Changes Required to Sustain a Best Value Environment

Authors: Antoinette Bos, Dean Kashiwagi (PhD, P.E.) and Isaac Kashiwagi (M.S.)


The BV environment was introduced into the Netherlands in 2004. By 2008 testing was being done by a partnership between Arizona State University and Scenter (private entity led by Sicco Santema). In 2010, the $1B fast track projects were procured by the Rijkswaterstaat, using the Best Value Procurement. By 2015, instead of the BV approach being treated as just another option, NEVI, the Dutch professional procurement group (third largest procurement group in the world) designated the Best Value Procurement as one of the main stream procurement approaches, and hired a full time Director to guide their Best Value Procurement training programs. However, in three major areas: IT delivery, professional services and the medical arena, buyers and larger-traditional vendors were having difficulty adapting to the approach. The BV approach utilizes the expertise of experts to replace the need for owner management, direction and control (MDC). However, a stumbling block occurred, when a “Best Value” vendor was selected, but did not have their detailed plan as a baseline from which they could identify risk that was outside of their control, their risk mitigation plan, and a simple way to create transparency to help the client/user. This is a case study that shows how the Best Value Approach was requiring a paradigm shift with both the user and the vendor, which neither party was well-prepared for.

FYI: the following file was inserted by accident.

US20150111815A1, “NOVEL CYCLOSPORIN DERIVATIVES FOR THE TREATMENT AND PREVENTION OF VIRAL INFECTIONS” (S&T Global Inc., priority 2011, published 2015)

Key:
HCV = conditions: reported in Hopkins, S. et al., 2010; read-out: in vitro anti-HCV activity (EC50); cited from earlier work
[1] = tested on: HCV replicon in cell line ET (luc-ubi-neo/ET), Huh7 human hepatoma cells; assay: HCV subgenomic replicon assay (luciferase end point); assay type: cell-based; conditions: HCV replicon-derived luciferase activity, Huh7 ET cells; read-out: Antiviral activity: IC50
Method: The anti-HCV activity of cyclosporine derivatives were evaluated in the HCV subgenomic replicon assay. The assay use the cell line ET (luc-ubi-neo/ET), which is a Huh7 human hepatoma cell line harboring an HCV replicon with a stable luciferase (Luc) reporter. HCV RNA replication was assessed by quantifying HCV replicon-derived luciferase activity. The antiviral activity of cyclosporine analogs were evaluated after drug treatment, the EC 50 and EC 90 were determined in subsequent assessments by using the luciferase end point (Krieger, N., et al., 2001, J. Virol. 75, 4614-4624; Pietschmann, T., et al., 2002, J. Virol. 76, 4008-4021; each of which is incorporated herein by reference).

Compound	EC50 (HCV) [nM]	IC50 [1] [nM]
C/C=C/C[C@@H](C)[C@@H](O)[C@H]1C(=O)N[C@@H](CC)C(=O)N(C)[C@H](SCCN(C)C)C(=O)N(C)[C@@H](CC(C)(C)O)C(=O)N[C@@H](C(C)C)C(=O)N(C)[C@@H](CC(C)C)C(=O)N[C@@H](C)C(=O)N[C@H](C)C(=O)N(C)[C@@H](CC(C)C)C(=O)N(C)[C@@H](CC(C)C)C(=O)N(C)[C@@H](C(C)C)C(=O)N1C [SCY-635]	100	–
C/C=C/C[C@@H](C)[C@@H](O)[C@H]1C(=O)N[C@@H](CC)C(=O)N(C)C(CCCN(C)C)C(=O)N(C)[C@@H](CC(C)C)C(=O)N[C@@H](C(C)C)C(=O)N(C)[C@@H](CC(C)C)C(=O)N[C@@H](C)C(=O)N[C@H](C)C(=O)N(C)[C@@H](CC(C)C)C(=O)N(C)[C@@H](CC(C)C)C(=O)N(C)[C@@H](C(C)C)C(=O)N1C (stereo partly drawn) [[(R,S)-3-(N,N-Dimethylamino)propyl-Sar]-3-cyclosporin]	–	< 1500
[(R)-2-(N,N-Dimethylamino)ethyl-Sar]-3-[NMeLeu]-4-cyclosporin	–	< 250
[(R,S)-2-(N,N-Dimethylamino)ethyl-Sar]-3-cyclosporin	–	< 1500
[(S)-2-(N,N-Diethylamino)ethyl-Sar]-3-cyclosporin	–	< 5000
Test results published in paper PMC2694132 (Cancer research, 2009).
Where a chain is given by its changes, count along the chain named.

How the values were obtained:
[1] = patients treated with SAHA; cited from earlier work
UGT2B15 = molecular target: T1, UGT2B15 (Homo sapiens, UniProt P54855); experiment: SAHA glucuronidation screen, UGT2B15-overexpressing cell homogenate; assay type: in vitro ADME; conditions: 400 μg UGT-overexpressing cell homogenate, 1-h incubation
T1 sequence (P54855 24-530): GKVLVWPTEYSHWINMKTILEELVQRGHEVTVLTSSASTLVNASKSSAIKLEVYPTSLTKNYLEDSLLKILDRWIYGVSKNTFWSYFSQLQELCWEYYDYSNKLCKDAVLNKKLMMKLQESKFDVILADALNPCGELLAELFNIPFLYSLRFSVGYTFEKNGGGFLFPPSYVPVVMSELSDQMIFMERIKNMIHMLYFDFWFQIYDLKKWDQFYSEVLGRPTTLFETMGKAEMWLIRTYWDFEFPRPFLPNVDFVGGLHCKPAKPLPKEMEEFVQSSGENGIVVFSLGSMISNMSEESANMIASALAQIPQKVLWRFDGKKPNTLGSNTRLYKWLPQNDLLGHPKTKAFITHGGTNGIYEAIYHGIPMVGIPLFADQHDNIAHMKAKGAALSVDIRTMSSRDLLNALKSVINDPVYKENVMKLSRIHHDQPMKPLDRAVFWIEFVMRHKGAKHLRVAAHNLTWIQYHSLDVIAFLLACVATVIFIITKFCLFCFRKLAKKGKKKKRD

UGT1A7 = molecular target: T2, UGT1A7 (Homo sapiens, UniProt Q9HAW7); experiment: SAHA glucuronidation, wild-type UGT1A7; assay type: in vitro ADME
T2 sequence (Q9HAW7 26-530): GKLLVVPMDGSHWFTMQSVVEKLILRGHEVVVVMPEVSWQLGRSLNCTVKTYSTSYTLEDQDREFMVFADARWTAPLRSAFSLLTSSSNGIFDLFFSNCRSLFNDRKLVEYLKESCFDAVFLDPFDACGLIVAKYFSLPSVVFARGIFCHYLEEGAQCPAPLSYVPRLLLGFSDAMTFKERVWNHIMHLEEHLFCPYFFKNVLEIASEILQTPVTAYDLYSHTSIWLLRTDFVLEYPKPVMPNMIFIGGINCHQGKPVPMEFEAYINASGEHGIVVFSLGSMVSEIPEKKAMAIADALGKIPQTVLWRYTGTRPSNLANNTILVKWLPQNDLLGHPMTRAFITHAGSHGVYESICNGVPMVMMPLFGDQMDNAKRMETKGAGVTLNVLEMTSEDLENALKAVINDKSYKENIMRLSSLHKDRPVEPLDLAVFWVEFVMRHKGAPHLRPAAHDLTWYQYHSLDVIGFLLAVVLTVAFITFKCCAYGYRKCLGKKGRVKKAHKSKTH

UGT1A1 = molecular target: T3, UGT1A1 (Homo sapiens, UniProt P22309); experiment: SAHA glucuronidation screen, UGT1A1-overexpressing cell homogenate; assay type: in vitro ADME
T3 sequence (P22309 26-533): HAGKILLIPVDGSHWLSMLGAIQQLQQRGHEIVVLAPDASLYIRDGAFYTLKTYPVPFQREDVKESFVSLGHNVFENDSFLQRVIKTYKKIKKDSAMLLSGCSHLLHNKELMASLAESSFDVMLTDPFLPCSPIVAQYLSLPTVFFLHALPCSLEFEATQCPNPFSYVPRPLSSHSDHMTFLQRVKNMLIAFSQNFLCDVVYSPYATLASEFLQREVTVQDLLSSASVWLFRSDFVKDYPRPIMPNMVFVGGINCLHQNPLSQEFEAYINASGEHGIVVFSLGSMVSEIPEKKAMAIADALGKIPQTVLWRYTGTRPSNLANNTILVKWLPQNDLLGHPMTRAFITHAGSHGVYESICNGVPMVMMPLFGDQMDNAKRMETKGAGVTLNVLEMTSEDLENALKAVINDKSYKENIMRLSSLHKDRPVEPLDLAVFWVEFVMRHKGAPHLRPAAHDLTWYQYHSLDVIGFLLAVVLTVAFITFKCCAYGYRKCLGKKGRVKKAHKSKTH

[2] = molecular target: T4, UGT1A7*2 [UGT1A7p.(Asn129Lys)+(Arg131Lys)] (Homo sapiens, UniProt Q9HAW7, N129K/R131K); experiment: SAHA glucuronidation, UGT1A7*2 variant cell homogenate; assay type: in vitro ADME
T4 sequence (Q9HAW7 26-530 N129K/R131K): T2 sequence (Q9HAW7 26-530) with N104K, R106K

Keywords: Best Value, transparency, Netherlands, risk management, Rijkswaterstaat